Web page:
1. Pet Sematary by Stephen King
“In the foreword of a re-release of the book, King wrote that he initially wanted to leave the manuscript of Pet Sematary in the drawer of his desk because it was the first time that he felt he may have gone too far. I’m inclined to agree.” — Avatar_Yung-Thug
2. Sphere by Michael Chrichton
“I remember Sphere by Michael Chrichton being pretty scary when I read it. You have these characters essentially trapped at the bottom of the ocean, completely isolated and helpless when shit goes down, and the entity attacking them is mysterious and unpredictable. It all adds up to being thoroughly creeped out.” — SyanKotor
3. Whisperer In Darkness by H.P. Lovecraft
“I remember as a teen I stayed up late one night reading a Lovecraft anthology book, and started reading the Whisperer in Darkness.
Now at first, the story is boring, it is just a guy talking about rural Vermont.
Then the story is stupid, bug people from outer space? puh-leeze.
Then the story is fucking terrifying.
The transition came out of nowhere, all of a sudden I was sure I could hear the Mi-Go buzzing their imitation of human speech at me through the open window of my bedroom. Were my friends and neighbors secretly their human servants? I could never have known.
I would be lying prone on my bed, when I started to think something was behind me. So I’d roll over, but then later become afraid something was below me and roll prone again.
I stayed up all night rolling around like a madman.” — Justedd_233
4. House Of Leaves by Mark Z. Danielewski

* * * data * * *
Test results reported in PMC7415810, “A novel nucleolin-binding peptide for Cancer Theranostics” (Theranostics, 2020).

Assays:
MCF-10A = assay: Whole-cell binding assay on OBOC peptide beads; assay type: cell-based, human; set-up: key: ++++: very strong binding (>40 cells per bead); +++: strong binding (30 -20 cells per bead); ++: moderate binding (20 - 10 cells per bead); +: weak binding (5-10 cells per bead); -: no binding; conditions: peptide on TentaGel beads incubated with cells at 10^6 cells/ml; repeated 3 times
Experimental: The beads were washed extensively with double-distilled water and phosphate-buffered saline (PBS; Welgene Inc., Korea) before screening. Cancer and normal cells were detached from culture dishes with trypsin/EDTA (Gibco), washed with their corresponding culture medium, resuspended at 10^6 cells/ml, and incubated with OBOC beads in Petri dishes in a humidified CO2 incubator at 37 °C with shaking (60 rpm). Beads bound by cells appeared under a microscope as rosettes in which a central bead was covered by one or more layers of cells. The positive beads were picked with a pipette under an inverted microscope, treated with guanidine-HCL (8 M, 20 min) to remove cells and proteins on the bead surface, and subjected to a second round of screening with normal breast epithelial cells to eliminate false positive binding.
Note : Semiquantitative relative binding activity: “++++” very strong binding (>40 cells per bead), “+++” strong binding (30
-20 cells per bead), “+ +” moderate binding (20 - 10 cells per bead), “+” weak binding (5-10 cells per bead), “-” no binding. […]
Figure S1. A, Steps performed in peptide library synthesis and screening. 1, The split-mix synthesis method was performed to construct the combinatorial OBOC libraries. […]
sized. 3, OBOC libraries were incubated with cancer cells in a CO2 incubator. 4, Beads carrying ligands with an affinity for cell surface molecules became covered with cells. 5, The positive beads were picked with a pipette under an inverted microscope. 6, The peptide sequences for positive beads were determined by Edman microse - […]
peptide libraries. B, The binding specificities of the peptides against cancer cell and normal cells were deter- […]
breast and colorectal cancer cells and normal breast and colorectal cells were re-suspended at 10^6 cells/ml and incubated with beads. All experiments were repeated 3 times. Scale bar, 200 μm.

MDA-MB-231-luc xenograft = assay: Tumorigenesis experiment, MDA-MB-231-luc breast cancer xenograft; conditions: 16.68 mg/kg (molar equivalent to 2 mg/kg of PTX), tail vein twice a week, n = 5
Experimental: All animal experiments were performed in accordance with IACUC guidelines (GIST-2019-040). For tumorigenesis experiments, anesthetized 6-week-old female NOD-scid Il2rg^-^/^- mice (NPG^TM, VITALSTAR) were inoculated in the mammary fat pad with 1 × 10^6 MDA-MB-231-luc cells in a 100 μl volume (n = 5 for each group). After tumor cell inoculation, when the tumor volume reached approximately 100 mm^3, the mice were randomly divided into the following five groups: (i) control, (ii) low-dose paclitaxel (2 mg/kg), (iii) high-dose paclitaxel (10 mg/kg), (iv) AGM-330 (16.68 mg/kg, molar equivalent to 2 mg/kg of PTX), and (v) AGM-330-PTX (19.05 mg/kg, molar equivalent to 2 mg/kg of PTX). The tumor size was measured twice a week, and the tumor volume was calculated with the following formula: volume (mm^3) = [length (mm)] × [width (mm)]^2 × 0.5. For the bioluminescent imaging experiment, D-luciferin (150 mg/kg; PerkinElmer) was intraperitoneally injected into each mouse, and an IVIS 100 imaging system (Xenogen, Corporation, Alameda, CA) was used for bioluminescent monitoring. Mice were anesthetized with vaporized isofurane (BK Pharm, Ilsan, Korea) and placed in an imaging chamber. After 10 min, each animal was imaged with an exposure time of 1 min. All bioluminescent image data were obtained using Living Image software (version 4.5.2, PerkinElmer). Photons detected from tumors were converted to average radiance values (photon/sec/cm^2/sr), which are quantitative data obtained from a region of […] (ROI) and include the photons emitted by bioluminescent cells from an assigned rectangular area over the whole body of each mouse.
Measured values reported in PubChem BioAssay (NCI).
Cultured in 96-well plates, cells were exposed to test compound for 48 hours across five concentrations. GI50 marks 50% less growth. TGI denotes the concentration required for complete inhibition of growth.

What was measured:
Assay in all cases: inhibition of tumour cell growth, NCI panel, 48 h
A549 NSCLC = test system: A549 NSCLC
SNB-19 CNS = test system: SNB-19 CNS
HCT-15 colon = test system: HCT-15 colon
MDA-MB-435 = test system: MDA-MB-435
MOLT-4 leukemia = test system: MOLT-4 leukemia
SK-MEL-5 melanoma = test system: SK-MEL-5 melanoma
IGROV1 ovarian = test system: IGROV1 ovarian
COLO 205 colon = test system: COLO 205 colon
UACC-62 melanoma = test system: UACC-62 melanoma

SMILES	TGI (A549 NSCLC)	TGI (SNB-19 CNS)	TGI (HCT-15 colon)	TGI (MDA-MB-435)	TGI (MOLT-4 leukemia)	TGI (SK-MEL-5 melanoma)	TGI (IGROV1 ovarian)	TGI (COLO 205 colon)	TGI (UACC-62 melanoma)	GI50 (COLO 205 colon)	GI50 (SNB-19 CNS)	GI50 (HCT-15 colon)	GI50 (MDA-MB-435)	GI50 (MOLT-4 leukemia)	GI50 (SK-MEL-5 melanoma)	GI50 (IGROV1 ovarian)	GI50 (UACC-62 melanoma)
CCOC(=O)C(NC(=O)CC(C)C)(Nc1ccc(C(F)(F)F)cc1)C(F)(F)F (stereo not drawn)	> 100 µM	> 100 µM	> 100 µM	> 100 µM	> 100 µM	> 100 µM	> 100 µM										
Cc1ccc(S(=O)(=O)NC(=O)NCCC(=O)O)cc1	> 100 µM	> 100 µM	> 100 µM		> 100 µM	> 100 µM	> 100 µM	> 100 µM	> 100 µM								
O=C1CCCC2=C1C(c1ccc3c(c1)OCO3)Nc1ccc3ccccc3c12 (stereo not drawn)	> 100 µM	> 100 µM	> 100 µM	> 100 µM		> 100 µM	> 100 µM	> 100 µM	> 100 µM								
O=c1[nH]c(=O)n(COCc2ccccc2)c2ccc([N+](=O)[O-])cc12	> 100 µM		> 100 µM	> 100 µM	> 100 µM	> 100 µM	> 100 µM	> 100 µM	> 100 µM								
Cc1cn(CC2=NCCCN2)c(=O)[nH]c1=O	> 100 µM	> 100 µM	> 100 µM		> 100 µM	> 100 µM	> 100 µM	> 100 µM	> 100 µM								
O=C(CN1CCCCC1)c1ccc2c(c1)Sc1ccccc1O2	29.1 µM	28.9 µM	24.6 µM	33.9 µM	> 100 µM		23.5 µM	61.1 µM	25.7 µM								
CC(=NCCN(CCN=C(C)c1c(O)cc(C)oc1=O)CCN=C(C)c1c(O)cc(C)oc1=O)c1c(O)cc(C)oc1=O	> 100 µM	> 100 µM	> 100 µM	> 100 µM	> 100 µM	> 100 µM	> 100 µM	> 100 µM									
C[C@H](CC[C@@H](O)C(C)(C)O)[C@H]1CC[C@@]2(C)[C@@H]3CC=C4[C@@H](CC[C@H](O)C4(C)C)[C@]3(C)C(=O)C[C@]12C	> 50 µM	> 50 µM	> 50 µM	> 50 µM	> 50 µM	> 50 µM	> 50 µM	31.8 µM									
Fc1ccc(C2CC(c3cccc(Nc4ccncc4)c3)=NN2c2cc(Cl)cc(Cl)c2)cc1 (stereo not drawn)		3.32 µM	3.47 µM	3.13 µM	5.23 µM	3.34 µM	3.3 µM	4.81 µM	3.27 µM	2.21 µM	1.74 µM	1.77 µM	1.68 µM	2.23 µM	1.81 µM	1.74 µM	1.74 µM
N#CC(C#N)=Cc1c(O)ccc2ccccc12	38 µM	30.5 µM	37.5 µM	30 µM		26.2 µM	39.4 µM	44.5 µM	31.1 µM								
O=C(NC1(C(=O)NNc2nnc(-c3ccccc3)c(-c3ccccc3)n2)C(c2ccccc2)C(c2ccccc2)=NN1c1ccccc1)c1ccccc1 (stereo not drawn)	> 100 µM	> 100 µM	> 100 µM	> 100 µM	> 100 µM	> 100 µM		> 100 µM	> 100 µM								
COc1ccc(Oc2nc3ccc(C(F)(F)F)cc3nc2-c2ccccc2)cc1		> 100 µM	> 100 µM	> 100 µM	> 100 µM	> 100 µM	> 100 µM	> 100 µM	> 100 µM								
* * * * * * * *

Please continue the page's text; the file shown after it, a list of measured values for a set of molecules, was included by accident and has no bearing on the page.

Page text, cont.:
“House of Leaves was, by a large margin, the most unsettling reading experience I’ve ever had.
Most scary books frighten you by giving you a window into another, separate frightening place. House of Leaves went the other direction. It wormed its way into my brain and made my world become strange and otherwordly. Hallways became geometrically impossible, and—like the main character—I found myself obsessed with the word “house”, which jumped out of any text where I saw it.
I read it non-stop for several hours alone in the middle of the night. Eventually, I had to call my roommate to find out where he was. I tracked him down just because I was so spooked being alone.
A+++ would read again.” —munificent
5. Blindness by Saramago
“Blindness by Saramago. It’s not your typical horror novel, but it made me sick to my stomach, and come to think of it, I never finished it either.” — TheProf
6. I Have No Mouth, And I Must Scream by Harlan Ellison
“It’s not outwardly scary, just incredibly disturbing. I sat up thinking about it for much longer than it took me to read it.” — brochill111
7. Perdido Street Station by China Mieville
“This book didn’t make me want to hide under the covers, but China Mieville’s Perdido Street Station had such a sense of wrongness and a growing tension for me that I was actually disturbed. By the last 50-100 pages or so, I was sure nothing was going to be okay, at all, ever.” — Fargoguy92
8. Haunted by Chuck Palahniuk
“I don’t know about scared, but Chuck Palahniuk’s Haunted disturbed me immensely.
It’s a short story anthology, but those short stories are some of the most psychologically disturbing shit you will ever read, particularly Guts.
Allegedly, most of the stories in the book are based on real events.” — Intempestivity
9. The Road Virus Heads North by Stephen King.
“So it wasn’t a book, but a short story. The Road Virus Heads North by Stephen King.